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Ehlers aims to be Jets' next first-round success story

by Patrick Williams

WINNIPEG -- Winnipeg Jets general manager Kevin Cheveldayoff and his scouting staff have excelled in the first round of the NHL Draft even as on-ice success has eluded the team since its arrival from Atlanta in 2011.

Two weeks after being hired by the Jets, Cheveldayoff selected center Mark Scheifele with the seventh pick in the first round the 2011 draft. The following year Cheveldayoff picked defenseman Jacob Trouba with the ninth pick, and the Jets continued to rebuild their blue line with Joshua Morrissey as the 13th pick in 2013.

Scheifele and Trouba emerged as key players in the Jets’ 2013-14 lineup, and Morrissey contributed with the Jets' American Hockey League affiliate, the St. John's IceCaps, in a run to the Calder Cup Final.

With Morrissey, Scheifele and Trouba on track, Cheveldayoff and his staff went to Philadelphia in June for their fourth crack at the draft and added left wing Nikolaj Ehlers with the ninth pick to the organization's growing collection of young talent.

The speedy, playmaking 18-year-old from Aalborg, Denmark spent his first season in North America with the Halifax Mooseheads of the Quebec Major Junior Hockey League, where he teamed with Tampa Bay Lightning prospect Jonathan Drouin, the third pick in 2013, to torment opposing defenses. Ehlers finished fourth in the QMJHL with 49 goals and 104 points, earning him the league's rookie of the year award, offensive rookie of the year award, best professional prospect honor, a spot on the league's All-Rookie Team, and Second Team All-Star honors.

After returning to Denmark for four days following the draft, Ehlers traveled to Winnipeg to join his fellow Jets prospects at development camp at MTS Iceplex on the outskirts of the city. The Jets opted to allow Morrissey to miss camp after a long season, but Ehlers is skating alongside a glut of prospects that includes goaltenders Connor Hellebuyck and Eric Comrie and center Nicolas Petan.

"It was nice to get on the ice here, to finally get over here," Ehlers said. "I felt really good on the ice. I feel good and I'm happy to be here. I'm going to enjoy this week and see what happens here."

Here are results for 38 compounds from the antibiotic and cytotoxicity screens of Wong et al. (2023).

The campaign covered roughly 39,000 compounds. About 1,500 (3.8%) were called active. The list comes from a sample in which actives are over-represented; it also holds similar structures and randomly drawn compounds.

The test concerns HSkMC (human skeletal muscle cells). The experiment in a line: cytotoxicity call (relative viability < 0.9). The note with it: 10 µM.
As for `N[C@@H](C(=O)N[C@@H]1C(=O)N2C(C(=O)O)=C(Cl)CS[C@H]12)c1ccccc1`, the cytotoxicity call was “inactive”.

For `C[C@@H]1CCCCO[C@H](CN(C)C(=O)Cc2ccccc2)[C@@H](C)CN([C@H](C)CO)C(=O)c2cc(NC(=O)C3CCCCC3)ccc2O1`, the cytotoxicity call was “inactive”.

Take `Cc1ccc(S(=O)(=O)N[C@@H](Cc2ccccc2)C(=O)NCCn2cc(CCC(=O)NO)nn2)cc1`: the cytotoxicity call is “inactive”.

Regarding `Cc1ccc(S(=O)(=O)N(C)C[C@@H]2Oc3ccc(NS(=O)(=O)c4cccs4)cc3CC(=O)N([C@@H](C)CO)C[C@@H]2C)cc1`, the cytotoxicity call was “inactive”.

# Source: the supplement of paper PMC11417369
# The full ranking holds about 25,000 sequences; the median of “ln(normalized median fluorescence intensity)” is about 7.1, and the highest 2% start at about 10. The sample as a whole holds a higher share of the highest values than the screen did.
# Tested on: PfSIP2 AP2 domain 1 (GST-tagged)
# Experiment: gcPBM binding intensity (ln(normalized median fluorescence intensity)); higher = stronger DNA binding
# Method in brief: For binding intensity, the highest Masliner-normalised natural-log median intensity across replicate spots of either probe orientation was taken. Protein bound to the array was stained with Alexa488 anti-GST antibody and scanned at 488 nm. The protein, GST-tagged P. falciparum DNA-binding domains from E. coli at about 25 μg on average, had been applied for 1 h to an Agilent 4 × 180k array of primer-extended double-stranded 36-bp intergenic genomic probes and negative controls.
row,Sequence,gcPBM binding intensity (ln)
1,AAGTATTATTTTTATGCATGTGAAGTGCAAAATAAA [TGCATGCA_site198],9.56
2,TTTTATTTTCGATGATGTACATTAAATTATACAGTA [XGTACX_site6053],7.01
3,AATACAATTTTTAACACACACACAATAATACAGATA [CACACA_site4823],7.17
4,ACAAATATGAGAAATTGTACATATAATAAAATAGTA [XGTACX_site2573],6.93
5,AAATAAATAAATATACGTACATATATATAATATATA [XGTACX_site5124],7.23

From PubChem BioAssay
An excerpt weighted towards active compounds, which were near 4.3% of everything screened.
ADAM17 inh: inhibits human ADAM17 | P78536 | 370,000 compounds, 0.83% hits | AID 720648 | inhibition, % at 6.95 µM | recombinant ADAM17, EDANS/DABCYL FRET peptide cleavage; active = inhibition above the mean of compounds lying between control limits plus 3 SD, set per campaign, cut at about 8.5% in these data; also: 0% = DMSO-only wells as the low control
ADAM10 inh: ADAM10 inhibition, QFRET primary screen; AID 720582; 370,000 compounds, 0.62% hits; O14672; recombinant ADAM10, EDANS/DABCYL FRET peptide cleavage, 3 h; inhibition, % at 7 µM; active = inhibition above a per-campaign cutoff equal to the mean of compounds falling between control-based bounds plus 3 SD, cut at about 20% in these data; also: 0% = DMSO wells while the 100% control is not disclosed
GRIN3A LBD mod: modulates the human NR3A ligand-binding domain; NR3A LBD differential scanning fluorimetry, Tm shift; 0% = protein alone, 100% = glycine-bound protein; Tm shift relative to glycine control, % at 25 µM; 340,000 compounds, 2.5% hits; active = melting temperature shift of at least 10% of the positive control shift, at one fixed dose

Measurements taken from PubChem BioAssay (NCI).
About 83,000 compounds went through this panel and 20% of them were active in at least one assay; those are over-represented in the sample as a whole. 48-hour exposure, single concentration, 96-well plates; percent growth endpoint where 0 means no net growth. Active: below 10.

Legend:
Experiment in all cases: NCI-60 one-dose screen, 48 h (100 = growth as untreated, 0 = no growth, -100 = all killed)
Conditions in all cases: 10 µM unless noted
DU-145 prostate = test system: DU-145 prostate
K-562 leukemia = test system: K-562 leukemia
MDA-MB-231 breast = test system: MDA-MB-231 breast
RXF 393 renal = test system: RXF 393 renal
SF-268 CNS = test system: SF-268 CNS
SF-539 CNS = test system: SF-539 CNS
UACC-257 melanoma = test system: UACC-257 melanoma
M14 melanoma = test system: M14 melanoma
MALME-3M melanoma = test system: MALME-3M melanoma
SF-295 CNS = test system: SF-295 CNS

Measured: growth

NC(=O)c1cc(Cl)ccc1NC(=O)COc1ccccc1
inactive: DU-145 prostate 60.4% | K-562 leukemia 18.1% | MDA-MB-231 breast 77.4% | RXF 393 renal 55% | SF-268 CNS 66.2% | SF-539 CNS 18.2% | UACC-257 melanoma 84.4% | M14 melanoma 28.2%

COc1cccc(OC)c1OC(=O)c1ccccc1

The Jets' growing pool of prospects means they won't need to rush Ehlers to the NHL, a problem that plagued the franchise when it was based in Atlanta. Cheveldayoff has emphasized a draft-and-develop philosophy during his tenure. The Jets twice returned Scheifele to the Ontario Hockey League, afforded Trouba a year at the University of Michigan, and have no plans to rush Morrissey into their lineup.

At 5-foot-11 and 163 pounds, Ehlers and his 104 points dismissed any concerns about his size in the QMJHL; however, he's aware he'll need to bulk up to succeed in Winnipeg.

"I want to put on some pounds," Ehlers said. "I guess that's probably the biggest thing that I have to get better at. It's hard to eat so much that you want to throw up afterward. I'm trying. I'm going to try until I [add weight]."

Before his move to Halifax, Ehlers played 11 games in Switzerland's top league with Biel in the 2012-13 season. Chicago Blackhawks star Patrick Kane spent time with Biel that season during the NHL work stoppage and encouraged Ehlers to ignore any skepticism about his size.

"It doesn't depend on your size that much," Ehlers recalled Kane, who is 5-11 and 181 pounds, telling him. "It depends on [whether] you really want to play. I want to play. I love playing hockey every single day."

If size was a concern to the Jets, they did not show it at the NHL Scouting Combine in Toronto in May.

"I think they showed a lot of interest," Ehlers said. "It made me feel really comfortable. I just remember that they showed a lot of interest. I felt great going out of that meeting with the Jets."

Along with Kane, Ehlers had plenty of hockey savvy to rely on leading up to his selection by the Jets. The New York Rangers picked his father, Heinz Ehlers, in the ninth round of the 1984 draft (No. 188) before he went on to a long career as a player and coach in Europe.

Drouin is a likely bet to graduate to the NHL this fall with Tampa Bay, leaving Ehlers as the lead in Halifax's offensive attack. But before Drouin and Ehlers parted, the Lightning prospect instructed Ehlers about what to expect at his first development camp.

"I was prepared for all of this," Ehlers said. "I don't think that I have to impress anyone. I'm going to go out and play my game. That's what I did all [season]. That's why I’m here now. I'm going to keep on doing that."

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